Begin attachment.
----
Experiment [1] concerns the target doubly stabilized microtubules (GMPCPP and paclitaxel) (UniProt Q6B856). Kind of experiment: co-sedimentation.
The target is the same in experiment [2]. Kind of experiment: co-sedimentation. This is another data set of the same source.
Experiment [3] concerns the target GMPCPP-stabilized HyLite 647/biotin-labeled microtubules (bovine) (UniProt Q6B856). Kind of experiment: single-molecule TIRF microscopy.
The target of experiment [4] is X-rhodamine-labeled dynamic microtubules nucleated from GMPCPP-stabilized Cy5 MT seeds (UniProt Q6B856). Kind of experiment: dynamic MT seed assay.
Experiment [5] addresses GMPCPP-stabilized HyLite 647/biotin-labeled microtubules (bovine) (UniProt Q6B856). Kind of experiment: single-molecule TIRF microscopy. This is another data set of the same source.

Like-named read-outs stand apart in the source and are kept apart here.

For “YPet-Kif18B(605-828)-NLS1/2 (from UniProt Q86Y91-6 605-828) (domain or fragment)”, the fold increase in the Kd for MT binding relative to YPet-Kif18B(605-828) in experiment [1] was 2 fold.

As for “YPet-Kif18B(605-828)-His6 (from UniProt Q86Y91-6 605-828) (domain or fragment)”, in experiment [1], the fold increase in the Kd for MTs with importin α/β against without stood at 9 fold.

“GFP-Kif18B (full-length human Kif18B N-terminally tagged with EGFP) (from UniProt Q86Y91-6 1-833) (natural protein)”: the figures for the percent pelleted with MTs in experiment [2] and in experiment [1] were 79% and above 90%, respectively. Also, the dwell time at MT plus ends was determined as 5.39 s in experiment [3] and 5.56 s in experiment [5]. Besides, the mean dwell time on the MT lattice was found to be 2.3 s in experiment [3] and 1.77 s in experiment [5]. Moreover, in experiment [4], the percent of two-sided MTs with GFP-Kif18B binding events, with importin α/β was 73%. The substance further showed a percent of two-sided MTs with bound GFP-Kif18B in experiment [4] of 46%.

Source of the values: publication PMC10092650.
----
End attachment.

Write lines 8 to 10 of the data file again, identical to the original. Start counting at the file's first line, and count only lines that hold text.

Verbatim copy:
As for “YPet-Kif18B(605-828)-His6 (from UniProt Q86Y91-6 605-828) (domain or fragment)”, in experiment [1], the fold increase in the Kd for MTs with importin α/β against without stood at 9 fold.

“GFP-Kif18B (full-length human Kif18B N-terminally tagged with EGFP) (from UniProt Q86Y91-6 1-833) (natural protein)”: the figures for the percent pelleted with MTs in experiment [2] and in experiment [1] were 79% and above 90%, respectively. Also, the dwell time at MT plus ends was determined as 5.39 s in experiment [3] and 5.56 s in experiment [5]. Besides, the mean dwell time on the MT lattice was found to be 2.3 s in experiment [3] and 1.77 s in experiment [5]. Moreover, in experiment [4], the percent of two-sided MTs with GFP-Kif18B binding events, with importin α/β was 73%. The substance further showed a percent of two-sided MTs with bound GFP-Kif18B in experiment [4] of 46%.

Source of the values: publication PMC10092650.